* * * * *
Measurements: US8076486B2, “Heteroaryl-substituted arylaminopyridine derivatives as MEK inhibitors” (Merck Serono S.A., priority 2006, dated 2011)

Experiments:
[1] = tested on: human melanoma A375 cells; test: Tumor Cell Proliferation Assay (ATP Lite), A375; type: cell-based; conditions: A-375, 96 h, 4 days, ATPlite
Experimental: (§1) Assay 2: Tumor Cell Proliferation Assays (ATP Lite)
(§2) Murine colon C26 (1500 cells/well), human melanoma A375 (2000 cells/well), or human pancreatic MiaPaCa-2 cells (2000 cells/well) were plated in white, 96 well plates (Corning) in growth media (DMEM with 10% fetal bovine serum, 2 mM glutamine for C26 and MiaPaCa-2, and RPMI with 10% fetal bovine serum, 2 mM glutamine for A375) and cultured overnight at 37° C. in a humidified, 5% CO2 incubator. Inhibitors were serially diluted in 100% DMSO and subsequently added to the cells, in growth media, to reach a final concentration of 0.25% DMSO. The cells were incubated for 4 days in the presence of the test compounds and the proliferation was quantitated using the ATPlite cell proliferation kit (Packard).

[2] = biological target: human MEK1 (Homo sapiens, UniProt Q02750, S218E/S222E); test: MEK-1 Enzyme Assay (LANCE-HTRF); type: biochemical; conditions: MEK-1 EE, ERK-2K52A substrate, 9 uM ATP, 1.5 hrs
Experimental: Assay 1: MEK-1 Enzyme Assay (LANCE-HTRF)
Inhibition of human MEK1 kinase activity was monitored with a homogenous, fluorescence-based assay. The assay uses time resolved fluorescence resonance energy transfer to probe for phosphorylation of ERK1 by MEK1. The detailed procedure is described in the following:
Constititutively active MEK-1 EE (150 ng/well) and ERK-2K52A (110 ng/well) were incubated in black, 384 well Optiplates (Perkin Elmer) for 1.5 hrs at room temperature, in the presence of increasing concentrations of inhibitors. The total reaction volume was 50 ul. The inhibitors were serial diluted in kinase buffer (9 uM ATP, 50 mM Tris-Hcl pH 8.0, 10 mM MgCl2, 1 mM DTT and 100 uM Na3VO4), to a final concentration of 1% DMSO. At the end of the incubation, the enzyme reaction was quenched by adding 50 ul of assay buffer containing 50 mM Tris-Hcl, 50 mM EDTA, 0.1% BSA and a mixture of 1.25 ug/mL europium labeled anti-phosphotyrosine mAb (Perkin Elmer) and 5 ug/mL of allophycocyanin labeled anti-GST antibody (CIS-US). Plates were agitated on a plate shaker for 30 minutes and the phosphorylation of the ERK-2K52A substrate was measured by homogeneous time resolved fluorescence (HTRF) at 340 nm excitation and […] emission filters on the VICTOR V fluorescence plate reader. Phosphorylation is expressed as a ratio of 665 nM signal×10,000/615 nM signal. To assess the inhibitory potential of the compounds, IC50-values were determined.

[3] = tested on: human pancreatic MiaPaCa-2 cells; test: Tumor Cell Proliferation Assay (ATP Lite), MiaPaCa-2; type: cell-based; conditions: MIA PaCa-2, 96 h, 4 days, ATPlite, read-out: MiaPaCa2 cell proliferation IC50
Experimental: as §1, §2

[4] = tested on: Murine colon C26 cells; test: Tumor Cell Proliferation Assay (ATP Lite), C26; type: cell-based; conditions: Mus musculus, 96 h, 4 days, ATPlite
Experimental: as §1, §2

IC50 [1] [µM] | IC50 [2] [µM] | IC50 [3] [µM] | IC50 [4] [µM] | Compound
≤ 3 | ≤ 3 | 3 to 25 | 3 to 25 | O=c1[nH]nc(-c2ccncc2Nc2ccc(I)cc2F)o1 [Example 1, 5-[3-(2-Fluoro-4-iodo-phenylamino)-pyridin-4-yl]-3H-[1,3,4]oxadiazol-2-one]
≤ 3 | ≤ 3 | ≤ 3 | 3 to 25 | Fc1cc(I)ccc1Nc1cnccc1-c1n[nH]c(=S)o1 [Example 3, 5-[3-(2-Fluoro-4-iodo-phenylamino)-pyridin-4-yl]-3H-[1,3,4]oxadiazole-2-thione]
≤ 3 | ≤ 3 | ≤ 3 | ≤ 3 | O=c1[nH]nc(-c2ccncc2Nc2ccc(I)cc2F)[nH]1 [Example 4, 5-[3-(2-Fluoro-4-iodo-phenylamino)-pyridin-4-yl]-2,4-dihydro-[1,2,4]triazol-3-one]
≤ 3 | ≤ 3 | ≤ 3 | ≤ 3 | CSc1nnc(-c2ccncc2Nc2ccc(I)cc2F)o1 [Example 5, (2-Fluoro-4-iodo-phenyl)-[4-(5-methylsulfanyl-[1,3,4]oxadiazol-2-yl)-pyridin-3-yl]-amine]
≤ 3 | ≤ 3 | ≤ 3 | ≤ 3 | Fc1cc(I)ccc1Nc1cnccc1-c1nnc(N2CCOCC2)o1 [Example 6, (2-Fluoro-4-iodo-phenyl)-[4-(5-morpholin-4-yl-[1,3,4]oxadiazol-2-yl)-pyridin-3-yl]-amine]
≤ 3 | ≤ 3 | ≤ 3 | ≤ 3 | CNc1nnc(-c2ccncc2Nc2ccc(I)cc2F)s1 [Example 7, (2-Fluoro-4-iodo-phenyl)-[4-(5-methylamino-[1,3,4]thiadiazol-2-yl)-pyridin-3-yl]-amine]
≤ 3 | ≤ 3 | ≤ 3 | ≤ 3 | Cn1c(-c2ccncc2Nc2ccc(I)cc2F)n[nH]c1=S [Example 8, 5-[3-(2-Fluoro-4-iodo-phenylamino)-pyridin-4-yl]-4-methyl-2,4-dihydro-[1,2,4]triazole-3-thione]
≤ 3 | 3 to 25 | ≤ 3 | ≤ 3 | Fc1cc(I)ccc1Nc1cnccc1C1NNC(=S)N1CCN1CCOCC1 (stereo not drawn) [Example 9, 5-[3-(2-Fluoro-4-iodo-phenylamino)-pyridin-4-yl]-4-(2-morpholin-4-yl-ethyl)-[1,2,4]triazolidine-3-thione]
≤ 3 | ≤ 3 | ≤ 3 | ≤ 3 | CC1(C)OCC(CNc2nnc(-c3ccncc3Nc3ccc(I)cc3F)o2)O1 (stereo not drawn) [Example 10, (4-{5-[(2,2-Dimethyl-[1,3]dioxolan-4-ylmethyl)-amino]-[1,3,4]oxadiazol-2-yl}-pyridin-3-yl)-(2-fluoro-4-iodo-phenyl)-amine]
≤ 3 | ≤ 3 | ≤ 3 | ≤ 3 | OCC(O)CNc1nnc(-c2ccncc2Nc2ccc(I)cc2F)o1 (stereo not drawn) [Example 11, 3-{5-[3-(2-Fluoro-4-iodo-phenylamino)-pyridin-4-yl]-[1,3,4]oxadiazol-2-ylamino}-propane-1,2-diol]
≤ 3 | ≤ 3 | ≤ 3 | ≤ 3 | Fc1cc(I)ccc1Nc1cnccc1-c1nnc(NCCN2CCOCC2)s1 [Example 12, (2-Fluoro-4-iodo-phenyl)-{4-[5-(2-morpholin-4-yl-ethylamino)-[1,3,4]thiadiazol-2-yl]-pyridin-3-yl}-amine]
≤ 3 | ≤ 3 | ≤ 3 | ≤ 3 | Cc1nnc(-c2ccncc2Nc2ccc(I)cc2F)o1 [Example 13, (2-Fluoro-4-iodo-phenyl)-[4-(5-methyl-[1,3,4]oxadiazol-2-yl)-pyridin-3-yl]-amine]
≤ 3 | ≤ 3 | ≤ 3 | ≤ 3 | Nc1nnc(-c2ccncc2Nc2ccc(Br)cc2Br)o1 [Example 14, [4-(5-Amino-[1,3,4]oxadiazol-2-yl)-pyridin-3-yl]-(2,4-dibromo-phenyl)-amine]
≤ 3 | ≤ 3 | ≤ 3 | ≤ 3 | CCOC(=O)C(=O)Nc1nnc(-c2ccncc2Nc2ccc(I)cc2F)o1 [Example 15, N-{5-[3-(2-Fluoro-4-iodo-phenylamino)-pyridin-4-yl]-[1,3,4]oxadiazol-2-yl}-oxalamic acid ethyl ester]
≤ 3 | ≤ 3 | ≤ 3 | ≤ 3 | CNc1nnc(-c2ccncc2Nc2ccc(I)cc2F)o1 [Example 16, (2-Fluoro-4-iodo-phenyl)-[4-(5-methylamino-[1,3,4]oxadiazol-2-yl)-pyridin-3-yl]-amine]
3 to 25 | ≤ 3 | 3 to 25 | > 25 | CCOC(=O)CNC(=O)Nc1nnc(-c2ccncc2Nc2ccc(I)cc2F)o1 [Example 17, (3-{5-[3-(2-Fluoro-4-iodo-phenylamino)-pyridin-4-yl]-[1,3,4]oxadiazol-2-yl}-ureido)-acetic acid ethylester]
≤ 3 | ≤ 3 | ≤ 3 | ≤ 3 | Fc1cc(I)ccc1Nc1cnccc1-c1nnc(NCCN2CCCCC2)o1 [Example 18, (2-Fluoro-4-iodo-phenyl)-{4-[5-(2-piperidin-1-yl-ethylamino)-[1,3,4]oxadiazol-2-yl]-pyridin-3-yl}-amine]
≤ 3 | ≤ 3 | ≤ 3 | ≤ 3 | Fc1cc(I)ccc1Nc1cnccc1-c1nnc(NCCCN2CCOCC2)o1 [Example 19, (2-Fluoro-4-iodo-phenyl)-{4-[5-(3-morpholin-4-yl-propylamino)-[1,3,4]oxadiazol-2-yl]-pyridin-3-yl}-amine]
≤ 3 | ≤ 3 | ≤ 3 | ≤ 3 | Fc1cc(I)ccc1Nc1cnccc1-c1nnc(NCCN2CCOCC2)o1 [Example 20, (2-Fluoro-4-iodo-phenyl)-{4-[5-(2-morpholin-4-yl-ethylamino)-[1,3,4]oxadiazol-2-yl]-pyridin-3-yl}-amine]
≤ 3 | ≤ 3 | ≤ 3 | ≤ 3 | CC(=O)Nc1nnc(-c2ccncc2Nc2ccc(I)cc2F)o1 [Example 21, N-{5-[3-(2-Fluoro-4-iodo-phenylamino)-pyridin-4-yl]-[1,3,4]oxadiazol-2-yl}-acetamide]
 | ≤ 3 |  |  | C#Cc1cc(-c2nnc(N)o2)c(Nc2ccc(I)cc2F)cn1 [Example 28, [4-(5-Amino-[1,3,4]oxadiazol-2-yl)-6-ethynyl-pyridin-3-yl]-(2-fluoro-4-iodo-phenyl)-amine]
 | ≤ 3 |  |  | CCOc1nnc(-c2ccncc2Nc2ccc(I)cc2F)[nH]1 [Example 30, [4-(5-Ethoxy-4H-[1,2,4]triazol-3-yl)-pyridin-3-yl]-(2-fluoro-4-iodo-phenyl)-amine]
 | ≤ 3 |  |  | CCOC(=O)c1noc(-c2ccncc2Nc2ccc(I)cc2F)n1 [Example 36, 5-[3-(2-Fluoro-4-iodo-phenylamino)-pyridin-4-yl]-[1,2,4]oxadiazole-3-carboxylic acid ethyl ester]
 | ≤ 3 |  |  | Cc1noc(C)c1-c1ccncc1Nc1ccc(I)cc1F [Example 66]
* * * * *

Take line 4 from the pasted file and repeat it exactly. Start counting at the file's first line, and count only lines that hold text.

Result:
Experimental: (§1) Assay 2: Tumor Cell Proliferation Assays (ATP Lite)